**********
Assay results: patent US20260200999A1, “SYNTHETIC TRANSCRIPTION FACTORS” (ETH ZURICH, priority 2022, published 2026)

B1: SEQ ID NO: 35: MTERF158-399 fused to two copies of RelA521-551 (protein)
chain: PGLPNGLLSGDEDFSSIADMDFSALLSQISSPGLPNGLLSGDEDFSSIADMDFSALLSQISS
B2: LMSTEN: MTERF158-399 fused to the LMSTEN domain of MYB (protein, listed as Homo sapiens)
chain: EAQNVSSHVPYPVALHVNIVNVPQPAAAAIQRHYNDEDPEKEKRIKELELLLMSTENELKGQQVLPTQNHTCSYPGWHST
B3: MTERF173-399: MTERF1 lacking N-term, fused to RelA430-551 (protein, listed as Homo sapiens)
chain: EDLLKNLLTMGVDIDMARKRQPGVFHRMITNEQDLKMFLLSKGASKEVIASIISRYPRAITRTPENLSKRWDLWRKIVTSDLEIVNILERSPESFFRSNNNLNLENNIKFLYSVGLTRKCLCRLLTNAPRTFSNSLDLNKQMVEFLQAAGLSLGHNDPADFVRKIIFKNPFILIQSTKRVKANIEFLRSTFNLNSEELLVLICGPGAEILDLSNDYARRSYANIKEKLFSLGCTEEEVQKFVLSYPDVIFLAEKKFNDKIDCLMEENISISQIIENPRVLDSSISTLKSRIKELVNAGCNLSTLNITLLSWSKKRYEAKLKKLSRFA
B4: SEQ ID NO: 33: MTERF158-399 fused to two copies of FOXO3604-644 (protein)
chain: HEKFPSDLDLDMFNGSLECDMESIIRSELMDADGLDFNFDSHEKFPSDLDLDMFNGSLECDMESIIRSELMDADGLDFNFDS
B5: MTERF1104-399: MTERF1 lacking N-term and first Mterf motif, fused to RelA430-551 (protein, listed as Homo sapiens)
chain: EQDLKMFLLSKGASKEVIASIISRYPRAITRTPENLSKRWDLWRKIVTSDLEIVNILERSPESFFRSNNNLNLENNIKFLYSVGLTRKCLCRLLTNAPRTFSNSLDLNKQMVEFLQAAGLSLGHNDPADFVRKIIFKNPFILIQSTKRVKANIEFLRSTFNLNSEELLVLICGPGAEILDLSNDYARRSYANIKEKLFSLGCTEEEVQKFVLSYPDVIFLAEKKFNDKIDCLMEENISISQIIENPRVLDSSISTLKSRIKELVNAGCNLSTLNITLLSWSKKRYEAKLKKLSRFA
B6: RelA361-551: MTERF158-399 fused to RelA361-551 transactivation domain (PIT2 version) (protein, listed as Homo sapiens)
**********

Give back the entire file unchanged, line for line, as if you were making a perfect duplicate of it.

Assay results: patent US20260200999A1, “SYNTHETIC TRANSCRIPTION FACTORS” (ETH ZURICH, priority 2022, published 2026)

B1: SEQ ID NO: 35: MTERF158-399 fused to two copies of RelA521-551 (protein)
chain: PGLPNGLLSGDEDFSSIADMDFSALLSQISSPGLPNGLLSGDEDFSSIADMDFSALLSQISS
B2: LMSTEN: MTERF158-399 fused to the LMSTEN domain of MYB (protein, listed as Homo sapiens)
chain: EAQNVSSHVPYPVALHVNIVNVPQPAAAAIQRHYNDEDPEKEKRIKELELLLMSTENELKGQQVLPTQNHTCSYPGWHST
B3: MTERF173-399: MTERF1 lacking N-term, fused to RelA430-551 (protein, listed as Homo sapiens)
chain: EDLLKNLLTMGVDIDMARKRQPGVFHRMITNEQDLKMFLLSKGASKEVIASIISRYPRAITRTPENLSKRWDLWRKIVTSDLEIVNILERSPESFFRSNNNLNLENNIKFLYSVGLTRKCLCRLLTNAPRTFSNSLDLNKQMVEFLQAAGLSLGHNDPADFVRKIIFKNPFILIQSTKRVKANIEFLRSTFNLNSEELLVLICGPGAEILDLSNDYARRSYANIKEKLFSLGCTEEEVQKFVLSYPDVIFLAEKKFNDKIDCLMEENISISQIIENPRVLDSSISTLKSRIKELVNAGCNLSTLNITLLSWSKKRYEAKLKKLSRFA
B4: SEQ ID NO: 33: MTERF158-399 fused to two copies of FOXO3604-644 (protein)
chain: HEKFPSDLDLDMFNGSLECDMESIIRSELMDADGLDFNFDSHEKFPSDLDLDMFNGSLECDMESIIRSELMDADGLDFNFDS
B5: MTERF1104-399: MTERF1 lacking N-term and first Mterf motif, fused to RelA430-551 (protein, listed as Homo sapiens)
chain: EQDLKMFLLSKGASKEVIASIISRYPRAITRTPENLSKRWDLWRKIVTSDLEIVNILERSPESFFRSNNNLNLENNIKFLYSVGLTRKCLCRLLTNAPRTFSNSLDLNKQMVEFLQAAGLSLGHNDPADFVRKIIFKNPFILIQSTKRVKANIEFLRSTFNLNSEELLVLICGPGAEILDLSNDYARRSYANIKEKLFSLGCTEEEVQKFVLSYPDVIFLAEKKFNDKIDCLMEENISISQIIENPRVLDSSISTLKSRIKELVNAGCNLSTLNITLLSWSKKRYEAKLKKLSRFA
B6: RelA361-551: MTERF158-399 fused to RelA361-551 transactivation domain (PIT2 version) (protein, listed as Homo sapiens)